Cavendish of Cavendish

This is Cavendish Church in Suffolk, not far from the county boundary with Essex. Inside, it is airy and plain without some of the ancient and cluttered paraphernalia under whose weight some other ancient churches groan. Apart from a rather garishly painted sixteenth-century altar screen, the place’s beauty lies in its simplicity. A kindly lady was inside, cleaning, who seemed to welcome the distraction I offered.

This church was not so clean and peaceful in the aftermath of the Peasants' Revolt of 1381. The local squire, Sir John Cavendish had a son (John junior) who was part of the royal party who killed Wat Tyler, the peasants’ leader. When the peasants of Cavendish discovered this, a mob of them hunted down old Sir John, himself a senior judge, in order to exact revenge for his heir’s offence. Sir John, as Chief Justice of King’s Bench, was tasked with enforcing labour laws and Poll Tax collection, so he was already an unpopular figure. He therefore fled to this very church, seeking sanctuary, grabbing hold of the church door in order to enter. They prised him off and carted him to Bury St Edmunds where he was duly beheaded.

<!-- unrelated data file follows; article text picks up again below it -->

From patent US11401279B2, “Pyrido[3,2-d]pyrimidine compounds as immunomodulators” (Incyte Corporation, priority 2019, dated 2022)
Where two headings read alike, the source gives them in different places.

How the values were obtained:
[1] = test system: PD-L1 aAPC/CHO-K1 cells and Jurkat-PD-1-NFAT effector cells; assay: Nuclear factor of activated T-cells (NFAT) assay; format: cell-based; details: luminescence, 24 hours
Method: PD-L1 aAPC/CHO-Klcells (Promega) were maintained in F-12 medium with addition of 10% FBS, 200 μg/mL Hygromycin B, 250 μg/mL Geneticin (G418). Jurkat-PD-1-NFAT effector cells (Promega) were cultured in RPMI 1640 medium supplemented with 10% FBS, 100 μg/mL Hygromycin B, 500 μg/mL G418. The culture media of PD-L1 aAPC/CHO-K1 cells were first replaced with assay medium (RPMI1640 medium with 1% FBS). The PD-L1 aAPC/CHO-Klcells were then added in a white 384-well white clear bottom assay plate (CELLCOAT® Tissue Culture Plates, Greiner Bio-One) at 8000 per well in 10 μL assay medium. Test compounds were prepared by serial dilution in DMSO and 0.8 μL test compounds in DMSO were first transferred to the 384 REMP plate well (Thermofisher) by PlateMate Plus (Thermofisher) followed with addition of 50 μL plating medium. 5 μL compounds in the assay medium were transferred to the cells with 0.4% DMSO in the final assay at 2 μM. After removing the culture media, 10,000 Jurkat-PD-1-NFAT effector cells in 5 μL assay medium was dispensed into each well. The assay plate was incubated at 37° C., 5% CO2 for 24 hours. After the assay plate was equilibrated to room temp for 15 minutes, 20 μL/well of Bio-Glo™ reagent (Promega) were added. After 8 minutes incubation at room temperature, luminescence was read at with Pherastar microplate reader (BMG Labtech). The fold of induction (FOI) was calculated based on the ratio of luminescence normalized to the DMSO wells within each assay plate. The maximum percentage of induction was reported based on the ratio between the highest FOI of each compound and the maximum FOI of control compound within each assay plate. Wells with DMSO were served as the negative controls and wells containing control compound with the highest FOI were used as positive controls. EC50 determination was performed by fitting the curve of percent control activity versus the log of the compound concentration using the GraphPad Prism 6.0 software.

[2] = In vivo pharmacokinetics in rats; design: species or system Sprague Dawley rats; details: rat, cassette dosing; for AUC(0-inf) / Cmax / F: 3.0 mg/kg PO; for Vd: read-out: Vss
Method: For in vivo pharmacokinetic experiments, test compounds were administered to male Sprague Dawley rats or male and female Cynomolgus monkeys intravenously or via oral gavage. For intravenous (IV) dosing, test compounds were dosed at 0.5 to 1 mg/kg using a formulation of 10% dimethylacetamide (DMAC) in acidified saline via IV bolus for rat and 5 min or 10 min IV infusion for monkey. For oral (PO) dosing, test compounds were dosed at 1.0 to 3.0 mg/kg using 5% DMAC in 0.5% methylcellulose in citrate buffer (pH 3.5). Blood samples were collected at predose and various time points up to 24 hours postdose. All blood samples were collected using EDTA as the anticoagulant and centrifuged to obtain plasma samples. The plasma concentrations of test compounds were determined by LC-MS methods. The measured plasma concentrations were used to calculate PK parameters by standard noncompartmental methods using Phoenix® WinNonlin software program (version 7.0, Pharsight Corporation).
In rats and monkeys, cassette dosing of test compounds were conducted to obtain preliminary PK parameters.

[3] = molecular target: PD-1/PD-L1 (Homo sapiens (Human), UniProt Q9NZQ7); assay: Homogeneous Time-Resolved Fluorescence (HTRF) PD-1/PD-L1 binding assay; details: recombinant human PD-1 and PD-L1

The Poll Tax was unfair and unjust, demanding all adult males pay a flat twelve pence to shore up the King’s leaky finances. The poorest, as usual, were hit hardest. That said, punishing Sir John for his son’s action and his King’s policies, seems unjust too. Denied sanctuary in church, he died an unpleasant and humiliating death. No one comes out of this story very well, except Cavendish church itself. In Sir John’s will, he bequeathed funds for the rebuilding of its chancel. Ironically, the very church whose sanctuary he was denied would be greatly improved by his death; the very people who killed him would have a grander place to worship as a result of their victim’s demise.

Sir John, like most medieval landlords and judges, may have been a selfish, conceited and vengeful man, not terribly easy to like. Yet his plight reminds me a little of the Lord Jesus' passion. Christ was unjustly killed by sinful men, yet it was those very sinners who would profit from His death. A beautiful church was thereafter established- not built of stones and mortar, but of people of every tribe and language. Having received no respite from His own executors, He freely gives it now to those who would follow Him.